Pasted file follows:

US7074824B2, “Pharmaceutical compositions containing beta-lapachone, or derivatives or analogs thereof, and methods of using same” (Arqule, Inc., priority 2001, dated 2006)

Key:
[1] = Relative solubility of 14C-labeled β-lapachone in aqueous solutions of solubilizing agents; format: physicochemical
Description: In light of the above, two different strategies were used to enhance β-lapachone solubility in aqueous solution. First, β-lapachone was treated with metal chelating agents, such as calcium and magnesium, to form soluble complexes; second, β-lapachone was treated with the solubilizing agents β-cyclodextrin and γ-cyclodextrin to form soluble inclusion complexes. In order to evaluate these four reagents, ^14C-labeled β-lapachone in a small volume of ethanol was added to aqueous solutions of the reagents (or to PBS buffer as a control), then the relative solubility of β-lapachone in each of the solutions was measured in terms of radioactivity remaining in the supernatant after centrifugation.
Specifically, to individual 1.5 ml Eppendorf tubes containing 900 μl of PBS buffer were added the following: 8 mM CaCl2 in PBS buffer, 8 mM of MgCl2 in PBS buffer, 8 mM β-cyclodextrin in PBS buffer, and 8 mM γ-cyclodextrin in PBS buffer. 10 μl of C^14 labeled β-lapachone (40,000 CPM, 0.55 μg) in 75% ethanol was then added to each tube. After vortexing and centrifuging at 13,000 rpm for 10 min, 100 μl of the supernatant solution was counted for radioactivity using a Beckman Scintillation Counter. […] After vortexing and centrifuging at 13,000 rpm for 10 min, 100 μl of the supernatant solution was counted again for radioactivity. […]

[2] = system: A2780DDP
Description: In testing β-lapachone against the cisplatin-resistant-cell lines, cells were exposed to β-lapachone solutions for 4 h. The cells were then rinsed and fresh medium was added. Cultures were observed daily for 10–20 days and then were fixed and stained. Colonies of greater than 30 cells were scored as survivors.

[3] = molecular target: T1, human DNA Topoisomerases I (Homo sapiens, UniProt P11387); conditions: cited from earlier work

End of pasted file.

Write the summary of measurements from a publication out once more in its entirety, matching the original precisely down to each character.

US7074824B2, “Pharmaceutical compositions containing beta-lapachone, or derivatives or analogs thereof, and methods of using same” (Arqule, Inc., priority 2001, dated 2006)

Key:
[1] = Relative solubility of 14C-labeled β-lapachone in aqueous solutions of solubilizing agents; format: physicochemical
Description: In light of the above, two different strategies were used to enhance β-lapachone solubility in aqueous solution. First, β-lapachone was treated with metal chelating agents, such as calcium and magnesium, to form soluble complexes; second, β-lapachone was treated with the solubilizing agents β-cyclodextrin and γ-cyclodextrin to form soluble inclusion complexes. In order to evaluate these four reagents, ^14C-labeled β-lapachone in a small volume of ethanol was added to aqueous solutions of the reagents (or to PBS buffer as a control), then the relative solubility of β-lapachone in each of the solutions was measured in terms of radioactivity remaining in the supernatant after centrifugation.
Specifically, to individual 1.5 ml Eppendorf tubes containing 900 μl of PBS buffer were added the following: 8 mM CaCl2 in PBS buffer, 8 mM of MgCl2 in PBS buffer, 8 mM β-cyclodextrin in PBS buffer, and 8 mM γ-cyclodextrin in PBS buffer. 10 μl of C^14 labeled β-lapachone (40,000 CPM, 0.55 μg) in 75% ethanol was then added to each tube. After vortexing and centrifuging at 13,000 rpm for 10 min, 100 μl of the supernatant solution was counted for radioactivity using a Beckman Scintillation Counter. […] After vortexing and centrifuging at 13,000 rpm for 10 min, 100 μl of the supernatant solution was counted again for radioactivity. […]

[2] = system: A2780DDP
Description: In testing β-lapachone against the cisplatin-resistant-cell lines, cells were exposed to β-lapachone solutions for 4 h. The cells were then rinsed and fresh medium was added. Cultures were observed daily for 10–20 days and then were fixed and stained. Colonies of greater than 30 cells were scored as survivors.

[3] = molecular target: T1, human DNA Topoisomerases I (Homo sapiens, UniProt P11387); conditions: cited from earlier work